By Merlina Hernando-Malipot
We’ve seen these poignant images year after year: children holding their classes under the cover of a tree, the lack of classrooms and school buildings forcing students to camp out elsewhere, children walking barefoot or barely-there slippers to school, and teachers for practically all school ages in just one classroom in faraway villages.
These are just some of the perennial problems that the Department of Education (DepEd) faces every year as public and private schools open in the month of June.
“We are confident that this coming school year, the matter of school buildings and others will likely be resolved. We are very confident that we will not face the same problems that we faced last year,” said Education Secretary Leonor Briones on the preparations being undertaken by DepEd for the opening of School Year (SY) 2018-2019 on June 4 for all public schools.
DepEd Undersecretary for Planning and Field Operations Jesus Mateo said that there will be around 28 million students both from public and private learning institutions who will be trooping back to school this year. “The very objective of the Department is to ensure that all children are in school,” he added.
As of May 11, 2018, the projected enrollment from K to 12 is 27,757,546 public and private schools as well as in State Universities and Colleges (SUCs)/ Local Universities and Colleges (LUCs) nationwide based on data from DepEd Planning Service Director Roger Masapol. Of this number, 23,463,675 (84.5%) students will go to public schools; 4,140,884 (14.9 %) to private schools, and 152,987 (0.6%) to SUCs/LUCs.
Last SY 2017-2018, there were 26.9 million learners under DepEd which included those in the Alternative Learning System (ALS).
Mateo said that “most of our schools are really ready” in terms of classrooms and those who need support are located in highly populated areas where the perennial problem is the lack of buildable space.
“Overall, there are about 15 million who did not finish or did not start basic education and what we consider as out-of-school children, youth, and adults,” said (ALS) Assistant Secretary G.H. Ambat when asked how many Filipinos can be considered “uneducated,” citing Philippine Statistics Authority (PSA) 2016 annual poverty indicator survey (APIS) released in June 2017.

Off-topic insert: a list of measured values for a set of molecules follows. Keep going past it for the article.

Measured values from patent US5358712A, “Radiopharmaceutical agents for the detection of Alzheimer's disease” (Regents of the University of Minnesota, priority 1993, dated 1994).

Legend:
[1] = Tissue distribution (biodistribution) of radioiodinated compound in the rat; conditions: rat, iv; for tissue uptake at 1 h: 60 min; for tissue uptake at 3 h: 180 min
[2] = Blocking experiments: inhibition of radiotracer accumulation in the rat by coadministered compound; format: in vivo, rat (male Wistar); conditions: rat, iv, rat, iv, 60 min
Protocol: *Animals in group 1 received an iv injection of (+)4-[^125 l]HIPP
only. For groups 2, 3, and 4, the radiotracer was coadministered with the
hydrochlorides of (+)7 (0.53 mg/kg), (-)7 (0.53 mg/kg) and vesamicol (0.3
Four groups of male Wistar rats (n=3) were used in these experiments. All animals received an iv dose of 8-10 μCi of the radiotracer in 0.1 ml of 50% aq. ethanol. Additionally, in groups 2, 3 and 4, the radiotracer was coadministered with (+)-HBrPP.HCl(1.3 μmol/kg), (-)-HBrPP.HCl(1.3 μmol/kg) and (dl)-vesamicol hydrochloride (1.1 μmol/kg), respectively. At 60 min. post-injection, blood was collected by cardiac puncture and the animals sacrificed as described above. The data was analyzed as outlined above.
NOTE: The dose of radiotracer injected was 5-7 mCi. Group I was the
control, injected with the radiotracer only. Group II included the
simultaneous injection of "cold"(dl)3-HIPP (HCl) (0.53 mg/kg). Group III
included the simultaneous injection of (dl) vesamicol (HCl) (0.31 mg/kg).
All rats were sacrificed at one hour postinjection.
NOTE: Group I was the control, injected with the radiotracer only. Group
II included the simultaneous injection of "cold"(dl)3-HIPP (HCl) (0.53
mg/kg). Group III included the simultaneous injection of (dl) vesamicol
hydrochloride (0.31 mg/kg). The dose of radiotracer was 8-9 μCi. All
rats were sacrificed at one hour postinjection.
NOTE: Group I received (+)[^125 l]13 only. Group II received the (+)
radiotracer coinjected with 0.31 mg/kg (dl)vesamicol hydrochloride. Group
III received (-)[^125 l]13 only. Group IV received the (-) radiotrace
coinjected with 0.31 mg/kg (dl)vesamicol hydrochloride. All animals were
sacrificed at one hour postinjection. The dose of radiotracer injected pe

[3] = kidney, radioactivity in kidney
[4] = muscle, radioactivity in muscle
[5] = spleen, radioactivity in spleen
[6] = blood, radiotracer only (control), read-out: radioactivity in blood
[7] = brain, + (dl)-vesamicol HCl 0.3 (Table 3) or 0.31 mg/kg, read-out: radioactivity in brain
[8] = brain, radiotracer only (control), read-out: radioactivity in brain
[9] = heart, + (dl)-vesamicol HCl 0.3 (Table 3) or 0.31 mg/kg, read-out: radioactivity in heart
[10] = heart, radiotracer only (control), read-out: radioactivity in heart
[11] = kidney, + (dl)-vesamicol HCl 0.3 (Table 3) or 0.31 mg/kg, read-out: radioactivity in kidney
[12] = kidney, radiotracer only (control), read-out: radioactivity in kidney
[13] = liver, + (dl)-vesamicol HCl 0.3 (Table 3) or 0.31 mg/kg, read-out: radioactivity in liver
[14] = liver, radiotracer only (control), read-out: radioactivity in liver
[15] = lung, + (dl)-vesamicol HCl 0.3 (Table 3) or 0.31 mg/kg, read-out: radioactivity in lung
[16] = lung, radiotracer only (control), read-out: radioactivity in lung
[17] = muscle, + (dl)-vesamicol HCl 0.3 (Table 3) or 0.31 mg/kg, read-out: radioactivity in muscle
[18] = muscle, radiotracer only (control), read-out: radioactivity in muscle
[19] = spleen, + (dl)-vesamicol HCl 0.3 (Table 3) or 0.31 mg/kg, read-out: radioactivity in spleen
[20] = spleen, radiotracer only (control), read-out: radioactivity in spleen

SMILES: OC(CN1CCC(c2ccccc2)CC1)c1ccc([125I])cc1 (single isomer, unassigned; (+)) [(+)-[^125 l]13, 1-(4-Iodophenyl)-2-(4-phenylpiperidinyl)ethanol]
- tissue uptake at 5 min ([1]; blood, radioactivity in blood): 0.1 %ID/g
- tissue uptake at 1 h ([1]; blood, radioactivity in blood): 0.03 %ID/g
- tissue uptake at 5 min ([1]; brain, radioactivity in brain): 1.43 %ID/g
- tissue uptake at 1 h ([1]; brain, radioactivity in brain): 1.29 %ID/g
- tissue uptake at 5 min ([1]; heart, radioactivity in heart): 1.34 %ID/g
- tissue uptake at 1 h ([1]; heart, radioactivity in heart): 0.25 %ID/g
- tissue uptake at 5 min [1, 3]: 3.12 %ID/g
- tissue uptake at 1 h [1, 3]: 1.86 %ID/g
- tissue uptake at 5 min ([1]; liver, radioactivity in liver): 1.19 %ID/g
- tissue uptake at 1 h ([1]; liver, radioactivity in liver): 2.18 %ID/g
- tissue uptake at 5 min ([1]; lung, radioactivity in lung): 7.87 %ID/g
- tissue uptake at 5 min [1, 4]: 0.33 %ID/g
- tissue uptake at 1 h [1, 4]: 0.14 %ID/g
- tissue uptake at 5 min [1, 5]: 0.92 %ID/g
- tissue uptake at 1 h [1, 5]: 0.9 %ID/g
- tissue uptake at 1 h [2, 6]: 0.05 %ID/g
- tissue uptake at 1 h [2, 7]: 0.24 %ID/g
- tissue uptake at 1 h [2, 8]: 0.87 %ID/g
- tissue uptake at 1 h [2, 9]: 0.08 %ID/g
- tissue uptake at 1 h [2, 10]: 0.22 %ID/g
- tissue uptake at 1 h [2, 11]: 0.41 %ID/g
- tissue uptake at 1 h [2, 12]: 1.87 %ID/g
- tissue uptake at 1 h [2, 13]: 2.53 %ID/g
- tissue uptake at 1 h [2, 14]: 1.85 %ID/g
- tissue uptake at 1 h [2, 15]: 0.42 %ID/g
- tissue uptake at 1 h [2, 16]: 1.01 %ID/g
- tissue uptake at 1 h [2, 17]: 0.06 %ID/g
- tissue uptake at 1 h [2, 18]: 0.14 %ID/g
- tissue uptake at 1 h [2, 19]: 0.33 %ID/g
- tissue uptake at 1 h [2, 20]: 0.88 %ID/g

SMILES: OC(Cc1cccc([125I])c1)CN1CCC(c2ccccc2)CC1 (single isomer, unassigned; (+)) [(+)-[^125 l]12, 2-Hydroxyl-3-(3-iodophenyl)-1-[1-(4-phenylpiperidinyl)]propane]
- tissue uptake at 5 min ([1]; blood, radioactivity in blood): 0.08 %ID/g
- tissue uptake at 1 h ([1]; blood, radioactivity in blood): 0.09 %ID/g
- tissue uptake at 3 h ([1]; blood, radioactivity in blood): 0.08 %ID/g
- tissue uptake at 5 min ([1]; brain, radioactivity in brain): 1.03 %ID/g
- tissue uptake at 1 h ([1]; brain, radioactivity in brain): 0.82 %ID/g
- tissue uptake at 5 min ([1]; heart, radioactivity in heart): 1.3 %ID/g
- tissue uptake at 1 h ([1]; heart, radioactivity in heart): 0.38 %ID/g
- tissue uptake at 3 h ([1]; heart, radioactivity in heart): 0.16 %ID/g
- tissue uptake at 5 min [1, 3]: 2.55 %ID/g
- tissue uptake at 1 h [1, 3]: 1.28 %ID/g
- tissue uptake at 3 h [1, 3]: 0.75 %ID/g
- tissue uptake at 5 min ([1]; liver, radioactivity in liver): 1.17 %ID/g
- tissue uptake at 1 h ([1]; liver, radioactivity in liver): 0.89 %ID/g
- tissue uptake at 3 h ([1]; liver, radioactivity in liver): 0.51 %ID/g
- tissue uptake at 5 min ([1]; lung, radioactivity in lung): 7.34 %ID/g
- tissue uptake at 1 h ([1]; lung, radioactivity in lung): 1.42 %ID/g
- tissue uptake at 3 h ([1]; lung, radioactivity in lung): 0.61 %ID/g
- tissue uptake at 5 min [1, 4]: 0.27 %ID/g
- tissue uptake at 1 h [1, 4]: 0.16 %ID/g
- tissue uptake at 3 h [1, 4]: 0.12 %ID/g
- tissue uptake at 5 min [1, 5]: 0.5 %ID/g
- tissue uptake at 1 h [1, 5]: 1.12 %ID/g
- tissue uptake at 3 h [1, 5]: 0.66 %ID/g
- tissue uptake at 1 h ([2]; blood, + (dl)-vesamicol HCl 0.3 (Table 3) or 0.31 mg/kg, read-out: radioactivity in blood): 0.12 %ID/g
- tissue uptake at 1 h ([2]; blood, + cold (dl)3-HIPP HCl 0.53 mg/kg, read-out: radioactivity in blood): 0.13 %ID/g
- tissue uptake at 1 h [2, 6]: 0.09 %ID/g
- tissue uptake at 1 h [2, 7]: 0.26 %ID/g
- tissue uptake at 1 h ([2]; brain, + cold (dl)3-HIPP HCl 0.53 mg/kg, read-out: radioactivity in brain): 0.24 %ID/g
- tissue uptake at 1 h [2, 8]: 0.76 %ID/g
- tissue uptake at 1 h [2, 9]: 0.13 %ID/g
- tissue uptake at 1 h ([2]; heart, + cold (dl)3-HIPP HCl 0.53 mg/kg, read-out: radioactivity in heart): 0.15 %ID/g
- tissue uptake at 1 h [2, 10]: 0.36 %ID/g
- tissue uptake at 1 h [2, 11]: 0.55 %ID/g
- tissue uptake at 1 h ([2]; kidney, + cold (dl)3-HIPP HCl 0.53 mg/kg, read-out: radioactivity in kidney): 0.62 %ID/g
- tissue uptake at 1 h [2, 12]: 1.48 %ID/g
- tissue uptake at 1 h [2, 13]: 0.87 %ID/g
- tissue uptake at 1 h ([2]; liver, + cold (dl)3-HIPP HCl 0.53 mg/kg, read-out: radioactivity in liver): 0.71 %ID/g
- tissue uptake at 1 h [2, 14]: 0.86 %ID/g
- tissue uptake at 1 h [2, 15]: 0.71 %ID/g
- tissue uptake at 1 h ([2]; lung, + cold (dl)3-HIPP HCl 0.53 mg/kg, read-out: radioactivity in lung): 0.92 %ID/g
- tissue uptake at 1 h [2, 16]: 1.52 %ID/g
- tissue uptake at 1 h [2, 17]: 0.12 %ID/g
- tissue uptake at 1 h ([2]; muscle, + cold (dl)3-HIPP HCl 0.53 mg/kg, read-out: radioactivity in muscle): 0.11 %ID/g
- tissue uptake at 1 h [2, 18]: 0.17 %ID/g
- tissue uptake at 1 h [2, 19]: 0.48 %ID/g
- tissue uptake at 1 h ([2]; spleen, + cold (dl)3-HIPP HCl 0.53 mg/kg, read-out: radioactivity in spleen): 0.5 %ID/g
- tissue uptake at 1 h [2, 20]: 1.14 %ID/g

For children and youth with ages 6 to 24, those who are out-of-school are about 3.8 million or 10 percent. A Labor Force Survey in 2016 also showed that 28 percent or 12 million of the country’s workforce did not finish basic education. “We assumed that those 6 to 11 years old are uneducated – meaning they couldn’t read or write,” Ambat said. In November to December last year, DepEd also conducted mapping for ALS wherein “the data that we got is about 1.6 million from 6 [years old] to adults.”
DepEd continues to strengthen the ALS to “give the same equivalent to formal school.” However, certain adjustments are being made depending on the capacity of learners. The cumulative target for three years (2016, 2017, and 2018) is two million ALS enrollees.
Ambat said the DepEd is tracking down thousands of out-of-school children and youths OSCYs in Sabah, Malaysia, Italy, United Arab Emirates (UAE) and Hong Kong after receiving reports that many of them were not able to finish basic education. Some went to UAE and Hong Kong for employment using fake diplomas.
Speeding up on SPED
The DepEd admits that Special Education (SPED) is “falling a little behind.”
“Comparing from the previous years, we are improving but there is a lot that needs to be done,” said DepEd Bureau of Learning Delivery-Student Inclusion Division (BLD-SID) Supervising Education Program Specialist Nancy Pascual.
“The challenge is identification because of the fact that there are so many parents who are in denial,” Pascual said.
There are only 678 schools in 258 divisions that offer the SPED program. Pascual said that ideally, all public schools should be offering SPED program “but there are some schools that are not offering the program; that is why the children are forced to go to a faraway school.”
The lack of SPED teachers is also a challenge since there are “2,601 SPED teachers in elementary and only 284 in secondary.” In one inclusive class, Pascual said that “there should only be 33 regular pupils and two children with the same exceptionalities.”